Related:  Dr. Bert Brathwaite: “I will not quit NNP

[8] Mr. Thomas claims:

(1) A declaration that the conduct of the PI into the charges of ‘trafficking’ and ‘exporting’ a controlled substance against him which concluded on 13th July 2016 was in breach of sections 102 and 106 of the Criminal Procedure Code Cap 72B of the Continuous Revised Laws of Grenada;

(2) A declaration that as a result of the breach of sections 102 and 106 of Cap 72B, his committal on the 13th of July 2016 to stand trial for charges of trafficking and exporting is a nullity.

(3) A declaration that the indictment dated 3rd April 2017 and grounded in the committal of 13th July 2016 is a nullity;

(4) A declaration that the breaches of sections 102 and 106 of Cap. 72B amount to a continuous breach of the Claimant’s right to a fair trial as guaranteed by section 8 of the Constitution of Grenada;

(5) Damages for breach of the Claimant’s constitutional rights; and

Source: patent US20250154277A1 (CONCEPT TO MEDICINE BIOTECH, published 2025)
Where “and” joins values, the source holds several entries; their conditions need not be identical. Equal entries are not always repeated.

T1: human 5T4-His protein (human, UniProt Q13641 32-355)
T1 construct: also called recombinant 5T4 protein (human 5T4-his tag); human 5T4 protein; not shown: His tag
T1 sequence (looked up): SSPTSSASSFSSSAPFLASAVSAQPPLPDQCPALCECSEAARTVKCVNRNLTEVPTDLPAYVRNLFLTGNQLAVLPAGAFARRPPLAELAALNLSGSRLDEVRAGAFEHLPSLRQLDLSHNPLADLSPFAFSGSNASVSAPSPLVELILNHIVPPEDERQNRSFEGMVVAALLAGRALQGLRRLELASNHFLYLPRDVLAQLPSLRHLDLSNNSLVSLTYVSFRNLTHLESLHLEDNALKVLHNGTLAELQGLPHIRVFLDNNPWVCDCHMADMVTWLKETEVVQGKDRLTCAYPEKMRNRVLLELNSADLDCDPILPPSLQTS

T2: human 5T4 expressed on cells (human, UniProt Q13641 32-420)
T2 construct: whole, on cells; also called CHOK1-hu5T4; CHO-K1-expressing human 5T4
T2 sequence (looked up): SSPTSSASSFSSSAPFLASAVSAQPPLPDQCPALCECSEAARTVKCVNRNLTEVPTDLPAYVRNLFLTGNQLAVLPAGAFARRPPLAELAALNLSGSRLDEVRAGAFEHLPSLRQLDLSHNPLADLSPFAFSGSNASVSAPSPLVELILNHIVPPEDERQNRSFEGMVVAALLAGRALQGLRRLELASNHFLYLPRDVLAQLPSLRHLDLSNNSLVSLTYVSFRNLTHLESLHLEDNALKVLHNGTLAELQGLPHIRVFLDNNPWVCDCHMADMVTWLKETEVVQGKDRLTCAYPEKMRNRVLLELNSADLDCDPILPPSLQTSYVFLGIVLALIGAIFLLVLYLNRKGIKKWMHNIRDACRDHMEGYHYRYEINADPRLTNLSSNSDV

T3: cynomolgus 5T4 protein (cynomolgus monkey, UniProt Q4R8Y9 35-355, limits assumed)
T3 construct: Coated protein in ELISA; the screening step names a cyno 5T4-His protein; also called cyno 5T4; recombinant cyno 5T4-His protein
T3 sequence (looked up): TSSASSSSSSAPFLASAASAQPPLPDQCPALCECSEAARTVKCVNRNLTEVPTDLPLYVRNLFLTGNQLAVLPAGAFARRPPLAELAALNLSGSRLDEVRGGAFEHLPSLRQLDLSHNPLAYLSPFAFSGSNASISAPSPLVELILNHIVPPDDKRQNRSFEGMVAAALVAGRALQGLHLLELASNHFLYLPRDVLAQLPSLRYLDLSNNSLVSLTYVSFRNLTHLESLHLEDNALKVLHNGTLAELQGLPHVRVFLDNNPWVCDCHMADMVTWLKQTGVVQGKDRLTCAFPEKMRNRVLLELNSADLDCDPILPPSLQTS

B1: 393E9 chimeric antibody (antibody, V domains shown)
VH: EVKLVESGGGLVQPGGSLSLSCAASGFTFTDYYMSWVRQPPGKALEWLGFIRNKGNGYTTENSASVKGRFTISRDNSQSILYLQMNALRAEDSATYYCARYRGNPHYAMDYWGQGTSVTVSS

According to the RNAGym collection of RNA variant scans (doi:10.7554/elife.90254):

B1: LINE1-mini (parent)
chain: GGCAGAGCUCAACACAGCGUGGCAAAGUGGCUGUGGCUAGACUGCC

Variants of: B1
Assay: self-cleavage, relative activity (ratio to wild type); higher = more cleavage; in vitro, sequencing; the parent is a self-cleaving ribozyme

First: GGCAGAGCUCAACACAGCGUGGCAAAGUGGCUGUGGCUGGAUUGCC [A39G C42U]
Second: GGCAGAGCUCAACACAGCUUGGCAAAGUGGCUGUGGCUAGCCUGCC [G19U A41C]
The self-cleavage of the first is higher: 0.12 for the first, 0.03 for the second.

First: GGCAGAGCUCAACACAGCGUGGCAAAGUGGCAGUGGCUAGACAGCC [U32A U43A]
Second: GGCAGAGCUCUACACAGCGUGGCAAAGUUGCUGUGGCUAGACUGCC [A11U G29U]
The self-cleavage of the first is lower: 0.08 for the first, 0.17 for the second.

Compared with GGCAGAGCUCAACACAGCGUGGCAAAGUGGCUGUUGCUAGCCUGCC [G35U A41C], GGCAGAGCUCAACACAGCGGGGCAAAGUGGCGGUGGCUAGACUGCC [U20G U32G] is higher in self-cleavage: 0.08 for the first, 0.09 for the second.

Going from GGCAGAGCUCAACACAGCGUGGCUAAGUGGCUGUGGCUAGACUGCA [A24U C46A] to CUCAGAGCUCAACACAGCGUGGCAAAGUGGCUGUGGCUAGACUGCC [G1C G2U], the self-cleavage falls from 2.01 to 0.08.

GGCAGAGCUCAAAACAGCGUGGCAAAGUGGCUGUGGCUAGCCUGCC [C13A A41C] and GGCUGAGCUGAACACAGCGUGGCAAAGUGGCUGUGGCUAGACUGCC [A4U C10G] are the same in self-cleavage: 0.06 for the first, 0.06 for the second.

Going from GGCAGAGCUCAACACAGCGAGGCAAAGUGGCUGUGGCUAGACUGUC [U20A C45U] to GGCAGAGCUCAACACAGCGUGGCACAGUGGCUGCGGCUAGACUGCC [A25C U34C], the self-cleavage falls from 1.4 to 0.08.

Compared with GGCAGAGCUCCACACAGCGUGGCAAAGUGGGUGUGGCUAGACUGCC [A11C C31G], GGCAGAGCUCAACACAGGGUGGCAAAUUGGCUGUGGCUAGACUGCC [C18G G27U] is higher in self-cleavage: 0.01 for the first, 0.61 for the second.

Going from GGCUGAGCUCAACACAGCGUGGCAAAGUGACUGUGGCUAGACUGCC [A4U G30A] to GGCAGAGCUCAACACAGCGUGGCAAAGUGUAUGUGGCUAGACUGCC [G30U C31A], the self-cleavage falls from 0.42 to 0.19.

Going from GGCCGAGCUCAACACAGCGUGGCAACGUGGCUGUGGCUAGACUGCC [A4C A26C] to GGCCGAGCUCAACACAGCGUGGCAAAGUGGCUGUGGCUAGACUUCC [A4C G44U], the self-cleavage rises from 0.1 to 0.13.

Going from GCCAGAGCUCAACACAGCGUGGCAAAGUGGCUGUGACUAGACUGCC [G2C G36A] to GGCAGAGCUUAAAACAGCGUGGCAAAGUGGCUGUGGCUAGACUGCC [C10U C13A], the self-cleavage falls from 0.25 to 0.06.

(6) Costs.

Defendant’s Objection
[9] On 9th November 2017, the defendant (the AG) filed a ‘Notice of Objection’ to Mr. Thomas’ constitutional motion. This notice states that the AG intended to take a preliminary point at the hearing of the motion fixed for 27th November 2017 regarding the sustainability of the constitutional motion in the claim. The AG contends that the constitutional motion discloses no justiciable constitutional cause or grounds for constitutional redress and ought properly to be dismissed on the following grounds:

(1) Section 102 of the Criminal Procedure Code Cap 72B does not prescribe the exclusive procedure for the admission of evidence at a PI;

(2) The admission into evidence by the magistrate of unsworn statements of witnesses who are not present in court is not inconsistent with or in contravention of section 8(1) of the Constitution of Grenada, because no person has a vested right to any particular form of procedure;

(3) The procedure set out in section 36D(C) of the Evidence Act Cap 92 is an exception to the hearsay rule; common law exceptions to the hearsay rule existed for centuries prior to the commencement of the Grenada Constitution; and

(4) Section 8(1) of the Grenada Constitution does not guarantee that there would not be any further statutory exceptions to the hearsay rule and there are adequate safeguards contained in section 36D(C) of the Evidence Act which all satisfy the requirements of fairness and a fair trial guaranteed by section 8 of the Constitution. No breach of section 106 of the Criminal Procedure Code arises.